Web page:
India Invests In A Cleaner Ganges
India is planning on investing around $3 billion in cleaning the river Ganges, which flows through northern India and Bangladesh. Currently, around 50 percent of Delhi's raw sewage flows straigt into the Ganges.
The 2,510 km (1,560 miles) long river is one of the world's most polluted rivers. It hold major significance to the millions of Hindus in India, each of whom must bathe in its water at least once during their lifetime. In addition to domestic sewage, the waters are also polluted by bodies of dead humans and animals, as well as ashes and chemical waste.
The Indian governent is going to build new sewage treatment plants to clean the polluted water. India hopes to purify the river enough for it to be safe to swim in by 2020. The World Bank has promised to lend India around $2 billion for the project.
Experts are sceptical about the project, as there are no funds allocated to move sewage to the new plants - only to supply them with electricity.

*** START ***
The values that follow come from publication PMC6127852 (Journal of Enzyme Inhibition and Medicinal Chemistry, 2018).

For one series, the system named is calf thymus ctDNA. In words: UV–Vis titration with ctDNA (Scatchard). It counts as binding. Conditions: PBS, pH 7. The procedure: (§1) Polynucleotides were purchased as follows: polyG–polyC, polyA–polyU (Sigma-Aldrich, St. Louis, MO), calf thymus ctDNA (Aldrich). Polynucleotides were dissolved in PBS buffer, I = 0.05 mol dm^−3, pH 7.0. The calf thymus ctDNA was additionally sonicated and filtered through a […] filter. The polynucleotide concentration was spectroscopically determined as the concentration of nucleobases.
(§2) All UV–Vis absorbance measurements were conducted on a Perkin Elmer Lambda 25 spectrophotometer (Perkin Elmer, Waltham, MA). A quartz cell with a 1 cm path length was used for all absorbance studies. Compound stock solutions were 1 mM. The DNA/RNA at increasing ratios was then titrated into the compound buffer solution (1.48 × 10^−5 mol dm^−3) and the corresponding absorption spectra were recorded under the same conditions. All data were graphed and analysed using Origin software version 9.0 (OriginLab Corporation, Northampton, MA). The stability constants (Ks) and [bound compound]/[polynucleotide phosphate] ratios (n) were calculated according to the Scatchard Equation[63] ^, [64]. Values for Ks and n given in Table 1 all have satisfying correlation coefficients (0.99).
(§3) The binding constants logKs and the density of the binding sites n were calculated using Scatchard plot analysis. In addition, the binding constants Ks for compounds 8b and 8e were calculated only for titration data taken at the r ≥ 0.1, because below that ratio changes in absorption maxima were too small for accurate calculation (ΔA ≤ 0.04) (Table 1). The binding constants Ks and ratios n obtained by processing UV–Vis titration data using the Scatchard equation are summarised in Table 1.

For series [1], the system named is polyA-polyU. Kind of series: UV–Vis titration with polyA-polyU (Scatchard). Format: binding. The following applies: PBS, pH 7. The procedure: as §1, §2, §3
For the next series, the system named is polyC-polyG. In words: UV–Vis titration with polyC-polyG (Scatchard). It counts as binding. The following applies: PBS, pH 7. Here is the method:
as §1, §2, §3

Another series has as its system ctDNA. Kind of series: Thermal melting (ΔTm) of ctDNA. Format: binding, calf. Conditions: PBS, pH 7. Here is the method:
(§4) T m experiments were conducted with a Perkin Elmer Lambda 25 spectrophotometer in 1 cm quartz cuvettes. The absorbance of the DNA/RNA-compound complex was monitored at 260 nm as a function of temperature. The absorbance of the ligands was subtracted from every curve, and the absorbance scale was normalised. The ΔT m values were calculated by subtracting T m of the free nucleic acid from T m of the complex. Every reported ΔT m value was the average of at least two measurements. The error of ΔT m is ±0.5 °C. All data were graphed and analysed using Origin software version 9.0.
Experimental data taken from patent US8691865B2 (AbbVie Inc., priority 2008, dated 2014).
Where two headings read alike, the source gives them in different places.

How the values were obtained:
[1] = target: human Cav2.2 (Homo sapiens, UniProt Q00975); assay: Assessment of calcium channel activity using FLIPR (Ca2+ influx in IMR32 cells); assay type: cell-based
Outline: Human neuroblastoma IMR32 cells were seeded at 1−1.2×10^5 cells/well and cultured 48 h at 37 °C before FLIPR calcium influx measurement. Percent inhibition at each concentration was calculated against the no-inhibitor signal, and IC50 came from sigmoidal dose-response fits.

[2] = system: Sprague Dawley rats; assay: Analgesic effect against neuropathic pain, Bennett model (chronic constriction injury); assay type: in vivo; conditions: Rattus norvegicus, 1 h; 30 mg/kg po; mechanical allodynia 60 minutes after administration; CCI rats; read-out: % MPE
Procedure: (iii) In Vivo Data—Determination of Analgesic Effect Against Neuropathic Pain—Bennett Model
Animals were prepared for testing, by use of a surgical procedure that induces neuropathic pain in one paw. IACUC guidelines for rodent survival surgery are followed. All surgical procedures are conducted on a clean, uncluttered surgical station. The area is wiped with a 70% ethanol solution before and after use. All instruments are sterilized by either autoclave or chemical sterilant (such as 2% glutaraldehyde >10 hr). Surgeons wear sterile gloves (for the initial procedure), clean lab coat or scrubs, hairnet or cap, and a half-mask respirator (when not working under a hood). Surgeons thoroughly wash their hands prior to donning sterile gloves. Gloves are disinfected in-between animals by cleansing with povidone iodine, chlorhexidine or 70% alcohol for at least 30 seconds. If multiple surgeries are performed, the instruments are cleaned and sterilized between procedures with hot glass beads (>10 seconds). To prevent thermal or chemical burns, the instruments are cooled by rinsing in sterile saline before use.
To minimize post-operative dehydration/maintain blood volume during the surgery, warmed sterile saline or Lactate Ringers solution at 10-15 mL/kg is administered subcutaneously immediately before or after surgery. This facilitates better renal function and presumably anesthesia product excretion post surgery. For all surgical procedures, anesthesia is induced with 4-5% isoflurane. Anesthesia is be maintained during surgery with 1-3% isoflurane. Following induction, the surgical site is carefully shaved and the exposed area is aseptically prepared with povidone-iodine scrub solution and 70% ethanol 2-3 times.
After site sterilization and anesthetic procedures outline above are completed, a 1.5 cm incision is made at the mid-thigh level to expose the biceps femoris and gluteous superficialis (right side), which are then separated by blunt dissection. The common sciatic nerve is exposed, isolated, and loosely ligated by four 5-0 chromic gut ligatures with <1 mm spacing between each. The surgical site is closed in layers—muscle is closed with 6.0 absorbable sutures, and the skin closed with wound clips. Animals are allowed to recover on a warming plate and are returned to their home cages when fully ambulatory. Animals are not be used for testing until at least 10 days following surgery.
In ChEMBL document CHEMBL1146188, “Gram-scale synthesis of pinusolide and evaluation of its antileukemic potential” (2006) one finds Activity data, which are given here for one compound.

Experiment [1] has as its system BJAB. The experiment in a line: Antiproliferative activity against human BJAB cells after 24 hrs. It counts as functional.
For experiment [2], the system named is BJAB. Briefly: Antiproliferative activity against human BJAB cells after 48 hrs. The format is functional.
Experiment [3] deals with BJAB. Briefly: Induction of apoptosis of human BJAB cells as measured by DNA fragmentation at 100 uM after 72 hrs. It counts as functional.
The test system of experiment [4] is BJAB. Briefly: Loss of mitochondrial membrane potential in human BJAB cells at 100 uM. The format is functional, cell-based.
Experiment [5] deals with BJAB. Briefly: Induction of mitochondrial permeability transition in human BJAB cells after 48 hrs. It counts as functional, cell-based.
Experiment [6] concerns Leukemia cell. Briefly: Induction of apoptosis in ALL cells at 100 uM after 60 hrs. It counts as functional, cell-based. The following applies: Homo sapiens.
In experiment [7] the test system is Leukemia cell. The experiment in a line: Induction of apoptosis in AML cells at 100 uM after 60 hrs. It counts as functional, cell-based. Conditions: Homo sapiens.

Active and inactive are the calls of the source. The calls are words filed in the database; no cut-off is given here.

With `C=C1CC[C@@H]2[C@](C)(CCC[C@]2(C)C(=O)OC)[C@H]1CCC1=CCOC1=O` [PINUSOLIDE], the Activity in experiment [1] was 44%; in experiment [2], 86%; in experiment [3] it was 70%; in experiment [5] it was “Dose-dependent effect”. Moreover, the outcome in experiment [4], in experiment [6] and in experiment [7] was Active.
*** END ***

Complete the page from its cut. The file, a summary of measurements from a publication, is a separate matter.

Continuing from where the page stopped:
The stench from the treacle-like Ganges – or Ganga – has become a talking point among tourists who visit the holy city of Varanasi to marvel at the devotion of Hindus who drink its black water.
According to Hindu scripture, the river was created from the hair of the god Shiva to purify the earth and wash away its sins.
The Ganges, above all is the river of India, which has held India's heart captive and drawn uncounted millions to her banks since the dawn of history. The story of the Ganges, from her source to the sea, from old times to new, is the story of India's civilization and culture, of the rise and fall of empires, of great and proud cities, of adventures of man…